Review your computer and network for software you no longer use, especially if the firm is in an industry that is targeted. Unmonitored software can be an entry point as it often leaves behind unpatched software. You can investigate what software is installed with patching software or with PowerShell scripts to inventory installed software.

Review the applications installed on your mobile devices. Especially after the installation of major new software releases, review what supported devices you still wish to support in your network. Often you find that users are happy with older phones and don’t realize that it keeps them from supporting new secure technologies. For example, in my office when we rolled out two-factor authentication, we had to upgrade several iPhones as they would not support the Microsoft authentication application. I have had out-of-date software on my iPhone that I didn’t realize was installed. Android has the same risks. These mobile devices are also the tools you use for third-party authentication, so review them for applications that should no longer be installed on them.

Review your installed application and cloud services that have access to other applications. In the case of Office/Microsoft 365, make sure that you have enabled administrator approval and user consent to third-party applications. These consent phishing attacks have increased during the pandemic. These attacks allow the attacker to gain access to their mail, forwarding rules, files, contacts, notes, profile and other sensitive data and resources. Audit for illicit consent grants by performing the following steps:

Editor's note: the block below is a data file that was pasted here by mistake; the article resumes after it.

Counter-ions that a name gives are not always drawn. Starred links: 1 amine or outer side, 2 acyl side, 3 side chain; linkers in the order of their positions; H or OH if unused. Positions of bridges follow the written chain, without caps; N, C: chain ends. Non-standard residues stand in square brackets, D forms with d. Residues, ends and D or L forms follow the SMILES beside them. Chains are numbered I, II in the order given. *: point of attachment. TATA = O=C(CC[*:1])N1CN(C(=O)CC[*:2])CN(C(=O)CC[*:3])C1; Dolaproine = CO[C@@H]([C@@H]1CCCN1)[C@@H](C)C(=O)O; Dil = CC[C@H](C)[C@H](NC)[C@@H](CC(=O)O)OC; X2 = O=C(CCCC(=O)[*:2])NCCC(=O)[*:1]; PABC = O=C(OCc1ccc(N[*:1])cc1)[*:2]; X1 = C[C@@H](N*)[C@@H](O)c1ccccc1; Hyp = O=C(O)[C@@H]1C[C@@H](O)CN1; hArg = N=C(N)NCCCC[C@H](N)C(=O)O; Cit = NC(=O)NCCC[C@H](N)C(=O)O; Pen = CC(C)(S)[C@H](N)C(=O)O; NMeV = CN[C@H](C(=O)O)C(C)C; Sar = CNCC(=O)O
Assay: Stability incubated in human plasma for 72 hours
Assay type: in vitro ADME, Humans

• Open the Security and Compliance Center.
  • Navigate to “Search” and select “Audit log search”.
  • Search (all activities and all users) and enter the start and end dates if required and then select “Search”.
  • Click “Filter results” and enter “consent to application” in the “Activity” field.
  • Click on the result to see the details of the activity. Click “More Information” to get details of the activity. Check to see if IsAdminContent is set to “True”.

Review for files or documents that contain sensitive information and ensure that they are not being sent outside of your organization or where you don’t want them to be. With Microsoft 365 you will need an Office 365 Enterprise E3 or Office 365 Enterprise E5 license to apply sensitivity labels.

Contributing Writer

Susan Bradley has been patching since before the Code Red/Nimda days and remembers exactly where she was when SQL slammer hit (trying to buy something on eBay and wondering why the Internet was so slow). She writes the Patch Watch column for, is a moderator on the listserve, and writes a column of Windows security tips for In real life, she’s the IT wrangler at her firm, Tamiyasu, Smith, Horn and Braun, where she manages a fleet of Windows servers, Microsoft 365 deployments, Azure instances, desktops, a few Macs, several iPads, a few Surface devices, several iPhones and tries to keep patches up to date on all of them. In addition, she provides forensic computer investigations for the litigation consulting arm of the firm. She blogs at and is on twitter at @sbsdiva. She lurks on Twitter and Facebook, so if you are on Facebook with her, she really did read what you posted. She has a SANS/GSEC certification in security and prefers Heavy Duty Reynolds wrap for her tinfoil hat.